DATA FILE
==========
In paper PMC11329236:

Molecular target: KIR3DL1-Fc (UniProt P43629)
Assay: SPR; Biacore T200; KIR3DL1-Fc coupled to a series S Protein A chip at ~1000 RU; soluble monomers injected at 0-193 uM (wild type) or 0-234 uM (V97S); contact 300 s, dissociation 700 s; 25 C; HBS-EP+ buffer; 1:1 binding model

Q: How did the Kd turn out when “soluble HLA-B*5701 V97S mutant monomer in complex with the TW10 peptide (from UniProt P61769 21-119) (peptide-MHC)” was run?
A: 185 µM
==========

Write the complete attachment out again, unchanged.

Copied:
In paper PMC11329236:

Molecular target: KIR3DL1-Fc (UniProt P43629)
Assay: SPR; Biacore T200; KIR3DL1-Fc coupled to a series S Protein A chip at ~1000 RU; soluble monomers injected at 0-193 uM (wild type) or 0-234 uM (V97S); contact 300 s, dissociation 700 s; 25 C; HBS-EP+ buffer; 1:1 binding model

Q: How did the Kd turn out when “soluble HLA-B*5701 V97S mutant monomer in complex with the TW10 peptide (from UniProt P61769 21-119) (peptide-MHC)” was run?
A: 185 µM